Indoor air quality makes up a significant amount of the work we do under the area of safety and health. Many of the complaints about indoor air quality are generally based around the changing of the seasons. When it goes from hot to cold and heating season to air-conditioning season, we tend to get complaints because systems don’t turn on as quickly as employees would like them to.
We see more and more complaints about mold because people see something in the building that they think might be related to mold, or they’ve seen a TV show or news story come out about mold. Mold is around us all the time, but it doesn’t necessarily mean that it’s present at levels that would cause health problems. You deal with age-related issues, you have people that are predisposed to being affected by mold through allergies and/or respiratory disorders, and you’ve got people who are heavy smokers can be affected by poor air quality.
We learned a very long time ago that to just come into a building when somebody has an indoor air quality complaint and test for what they think it is hardly ever gives us the right answer. So we’ve devised a rather unique method for how we evaluate these indoor air quality situations by actually interviewing the employees. First we sit down with a group of employees where we talk to everybody about what their concerns or fears are relative to the building. We then sit down and interview people on a one-on-one basis. It’s not rocket science, it’s more of an evaluation of their opinion of what’s going on and it helps direct us toward what we should be for testing for.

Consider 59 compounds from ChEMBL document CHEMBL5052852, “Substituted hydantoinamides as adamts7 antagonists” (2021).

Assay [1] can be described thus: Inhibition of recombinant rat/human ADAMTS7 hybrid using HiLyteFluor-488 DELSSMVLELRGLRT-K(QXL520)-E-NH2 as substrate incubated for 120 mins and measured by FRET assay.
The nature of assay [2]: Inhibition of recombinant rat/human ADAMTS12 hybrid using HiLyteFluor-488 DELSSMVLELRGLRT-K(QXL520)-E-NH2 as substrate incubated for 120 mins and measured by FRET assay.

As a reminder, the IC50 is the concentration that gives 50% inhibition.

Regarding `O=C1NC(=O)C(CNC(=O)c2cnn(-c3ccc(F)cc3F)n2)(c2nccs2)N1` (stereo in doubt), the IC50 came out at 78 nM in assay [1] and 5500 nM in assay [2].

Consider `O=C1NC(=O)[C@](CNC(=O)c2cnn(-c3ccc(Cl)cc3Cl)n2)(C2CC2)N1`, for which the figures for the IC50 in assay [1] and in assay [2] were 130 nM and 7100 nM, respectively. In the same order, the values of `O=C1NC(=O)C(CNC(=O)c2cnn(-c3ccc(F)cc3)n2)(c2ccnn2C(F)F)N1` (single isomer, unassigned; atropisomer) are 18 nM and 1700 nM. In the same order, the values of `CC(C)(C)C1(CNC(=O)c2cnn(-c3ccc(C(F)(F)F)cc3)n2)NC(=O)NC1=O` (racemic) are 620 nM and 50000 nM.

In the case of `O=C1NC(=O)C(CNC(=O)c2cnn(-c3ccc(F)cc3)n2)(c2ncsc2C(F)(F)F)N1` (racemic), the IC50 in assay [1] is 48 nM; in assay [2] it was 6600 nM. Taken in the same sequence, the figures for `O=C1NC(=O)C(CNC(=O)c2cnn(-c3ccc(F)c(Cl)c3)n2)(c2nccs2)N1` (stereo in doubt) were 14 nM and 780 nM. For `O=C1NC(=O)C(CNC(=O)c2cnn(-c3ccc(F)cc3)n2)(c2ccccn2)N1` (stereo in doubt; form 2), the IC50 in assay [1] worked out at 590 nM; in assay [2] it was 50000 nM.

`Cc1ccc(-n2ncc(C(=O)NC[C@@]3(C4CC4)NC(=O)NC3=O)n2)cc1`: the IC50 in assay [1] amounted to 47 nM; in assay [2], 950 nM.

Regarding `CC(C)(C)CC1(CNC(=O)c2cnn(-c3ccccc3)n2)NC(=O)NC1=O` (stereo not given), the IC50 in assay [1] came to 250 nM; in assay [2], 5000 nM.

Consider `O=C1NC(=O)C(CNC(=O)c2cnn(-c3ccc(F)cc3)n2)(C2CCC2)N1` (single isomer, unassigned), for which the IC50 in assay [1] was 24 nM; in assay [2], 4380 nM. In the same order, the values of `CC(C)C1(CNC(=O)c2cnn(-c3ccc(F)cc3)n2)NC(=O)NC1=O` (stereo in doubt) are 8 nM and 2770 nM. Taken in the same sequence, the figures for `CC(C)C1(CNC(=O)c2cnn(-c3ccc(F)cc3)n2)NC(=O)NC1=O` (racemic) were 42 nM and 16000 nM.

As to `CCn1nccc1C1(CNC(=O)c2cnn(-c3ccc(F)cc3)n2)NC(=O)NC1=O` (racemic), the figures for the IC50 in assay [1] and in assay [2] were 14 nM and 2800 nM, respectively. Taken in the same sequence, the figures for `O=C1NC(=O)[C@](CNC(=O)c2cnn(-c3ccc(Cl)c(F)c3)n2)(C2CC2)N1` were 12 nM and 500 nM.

When we come into a building for Indoor Air Quality, we find that if we don’t do this we are pretty much chasing our tail, because if we just start testing, the employees can be critical of the fact that we didn’t test for the right thing or we didn’t test under the right conditions. So we ask all of those kinds of questions so that when we come back we are actually testing under the circumstances that everybody agrees produce the conditions in the building that they’re concern about.
What we find is the majority of the indoor air quality problems people see or think that exist tend to be perceived issues rather than real health issues. We find that people may have severe allergies, or severe chemical sensitivities, and may be more affected by less-than-perfect indoor air quality.